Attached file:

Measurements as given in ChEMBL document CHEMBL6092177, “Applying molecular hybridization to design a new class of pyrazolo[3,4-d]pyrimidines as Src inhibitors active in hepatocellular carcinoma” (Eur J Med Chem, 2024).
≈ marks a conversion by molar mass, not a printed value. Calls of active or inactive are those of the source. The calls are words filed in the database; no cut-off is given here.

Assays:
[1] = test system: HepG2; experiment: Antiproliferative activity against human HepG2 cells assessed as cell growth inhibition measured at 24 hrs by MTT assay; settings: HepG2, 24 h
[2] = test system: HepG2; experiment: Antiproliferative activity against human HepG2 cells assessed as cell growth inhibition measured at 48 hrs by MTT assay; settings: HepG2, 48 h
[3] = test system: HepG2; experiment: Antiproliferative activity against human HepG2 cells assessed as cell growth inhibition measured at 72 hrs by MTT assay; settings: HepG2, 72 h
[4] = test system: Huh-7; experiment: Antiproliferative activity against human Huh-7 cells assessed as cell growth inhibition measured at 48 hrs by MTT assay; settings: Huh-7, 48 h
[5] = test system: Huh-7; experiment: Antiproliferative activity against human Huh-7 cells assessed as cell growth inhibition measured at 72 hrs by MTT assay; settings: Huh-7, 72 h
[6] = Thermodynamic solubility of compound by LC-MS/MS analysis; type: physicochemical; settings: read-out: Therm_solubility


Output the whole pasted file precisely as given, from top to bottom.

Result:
Measurements as given in ChEMBL document CHEMBL6092177, “Applying molecular hybridization to design a new class of pyrazolo[3,4-d]pyrimidines as Src inhibitors active in hepatocellular carcinoma” (Eur J Med Chem, 2024).
≈ marks a conversion by molar mass, not a printed value. Calls of active or inactive are those of the source. The calls are words filed in the database; no cut-off is given here.

Assays:
[1] = test system: HepG2; experiment: Antiproliferative activity against human HepG2 cells assessed as cell growth inhibition measured at 24 hrs by MTT assay; settings: HepG2, 24 h
[2] = test system: HepG2; experiment: Antiproliferative activity against human HepG2 cells assessed as cell growth inhibition measured at 48 hrs by MTT assay; settings: HepG2, 48 h
[3] = test system: HepG2; experiment: Antiproliferative activity against human HepG2 cells assessed as cell growth inhibition measured at 72 hrs by MTT assay; settings: HepG2, 72 h
[4] = test system: Huh-7; experiment: Antiproliferative activity against human Huh-7 cells assessed as cell growth inhibition measured at 48 hrs by MTT assay; settings: Huh-7, 48 h
[5] = test system: Huh-7; experiment: Antiproliferative activity against human Huh-7 cells assessed as cell growth inhibition measured at 72 hrs by MTT assay; settings: Huh-7, 72 h
[6] = Thermodynamic solubility of compound by LC-MS/MS analysis; type: physicochemical; settings: read-out: Therm_solubility